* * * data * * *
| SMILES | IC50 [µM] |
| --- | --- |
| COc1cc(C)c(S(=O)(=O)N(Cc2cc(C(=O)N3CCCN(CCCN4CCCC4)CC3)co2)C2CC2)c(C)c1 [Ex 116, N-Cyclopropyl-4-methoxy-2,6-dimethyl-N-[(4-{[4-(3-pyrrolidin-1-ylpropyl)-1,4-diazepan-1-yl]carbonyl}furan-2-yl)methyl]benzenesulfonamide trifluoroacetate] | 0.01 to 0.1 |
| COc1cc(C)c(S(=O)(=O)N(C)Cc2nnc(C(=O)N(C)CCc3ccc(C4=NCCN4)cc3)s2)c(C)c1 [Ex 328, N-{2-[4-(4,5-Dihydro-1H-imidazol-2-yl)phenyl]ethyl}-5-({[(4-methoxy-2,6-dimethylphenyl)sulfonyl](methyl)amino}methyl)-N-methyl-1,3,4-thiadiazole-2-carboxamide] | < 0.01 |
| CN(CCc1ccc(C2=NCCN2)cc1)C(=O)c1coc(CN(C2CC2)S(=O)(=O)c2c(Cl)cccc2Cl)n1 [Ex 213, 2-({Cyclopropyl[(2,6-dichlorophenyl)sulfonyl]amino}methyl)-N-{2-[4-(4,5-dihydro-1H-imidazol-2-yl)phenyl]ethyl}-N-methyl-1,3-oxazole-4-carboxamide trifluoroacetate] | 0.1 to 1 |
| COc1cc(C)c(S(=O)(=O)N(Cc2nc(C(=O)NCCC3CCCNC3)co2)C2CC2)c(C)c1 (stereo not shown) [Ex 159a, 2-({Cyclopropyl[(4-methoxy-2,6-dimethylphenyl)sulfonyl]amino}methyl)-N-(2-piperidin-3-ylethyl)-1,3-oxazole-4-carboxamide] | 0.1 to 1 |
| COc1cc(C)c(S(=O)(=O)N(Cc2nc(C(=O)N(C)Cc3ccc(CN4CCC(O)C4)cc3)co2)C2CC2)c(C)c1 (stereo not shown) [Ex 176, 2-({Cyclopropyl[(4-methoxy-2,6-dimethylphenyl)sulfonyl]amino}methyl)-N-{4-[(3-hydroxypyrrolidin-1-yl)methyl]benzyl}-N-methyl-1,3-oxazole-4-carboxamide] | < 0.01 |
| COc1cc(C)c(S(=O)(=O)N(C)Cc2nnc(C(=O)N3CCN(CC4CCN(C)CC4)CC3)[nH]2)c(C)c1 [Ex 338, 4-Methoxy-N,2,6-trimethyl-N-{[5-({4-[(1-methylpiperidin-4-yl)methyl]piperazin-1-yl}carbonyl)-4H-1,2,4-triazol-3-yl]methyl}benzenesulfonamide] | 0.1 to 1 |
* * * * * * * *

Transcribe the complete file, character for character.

| SMILES | IC50 [µM] |
| --- | --- |
| COc1cc(C)c(S(=O)(=O)N(Cc2cc(C(=O)N3CCCN(CCCN4CCCC4)CC3)co2)C2CC2)c(C)c1 [Ex 116, N-Cyclopropyl-4-methoxy-2,6-dimethyl-N-[(4-{[4-(3-pyrrolidin-1-ylpropyl)-1,4-diazepan-1-yl]carbonyl}furan-2-yl)methyl]benzenesulfonamide trifluoroacetate] | 0.01 to 0.1 |
| COc1cc(C)c(S(=O)(=O)N(C)Cc2nnc(C(=O)N(C)CCc3ccc(C4=NCCN4)cc3)s2)c(C)c1 [Ex 328, N-{2-[4-(4,5-Dihydro-1H-imidazol-2-yl)phenyl]ethyl}-5-({[(4-methoxy-2,6-dimethylphenyl)sulfonyl](methyl)amino}methyl)-N-methyl-1,3,4-thiadiazole-2-carboxamide] | < 0.01 |
| CN(CCc1ccc(C2=NCCN2)cc1)C(=O)c1coc(CN(C2CC2)S(=O)(=O)c2c(Cl)cccc2Cl)n1 [Ex 213, 2-({Cyclopropyl[(2,6-dichlorophenyl)sulfonyl]amino}methyl)-N-{2-[4-(4,5-dihydro-1H-imidazol-2-yl)phenyl]ethyl}-N-methyl-1,3-oxazole-4-carboxamide trifluoroacetate] | 0.1 to 1 |
| COc1cc(C)c(S(=O)(=O)N(Cc2nc(C(=O)NCCC3CCCNC3)co2)C2CC2)c(C)c1 (stereo not shown) [Ex 159a, 2-({Cyclopropyl[(4-methoxy-2,6-dimethylphenyl)sulfonyl]amino}methyl)-N-(2-piperidin-3-ylethyl)-1,3-oxazole-4-carboxamide] | 0.1 to 1 |
| COc1cc(C)c(S(=O)(=O)N(Cc2nc(C(=O)N(C)Cc3ccc(CN4CCC(O)C4)cc3)co2)C2CC2)c(C)c1 (stereo not shown) [Ex 176, 2-({Cyclopropyl[(4-methoxy-2,6-dimethylphenyl)sulfonyl]amino}methyl)-N-{4-[(3-hydroxypyrrolidin-1-yl)methyl]benzyl}-N-methyl-1,3-oxazole-4-carboxamide] | < 0.01 |
| COc1cc(C)c(S(=O)(=O)N(C)Cc2nnc(C(=O)N3CCN(CC4CCN(C)CC4)CC3)[nH]2)c(C)c1 [Ex 338, 4-Methoxy-N,2,6-trimethyl-N-{[5-({4-[(1-methylpiperidin-4-yl)methyl]piperazin-1-yl}carbonyl)-4H-1,2,4-triazol-3-yl]methyl}benzenesulfonamide] | 0.1 to 1 |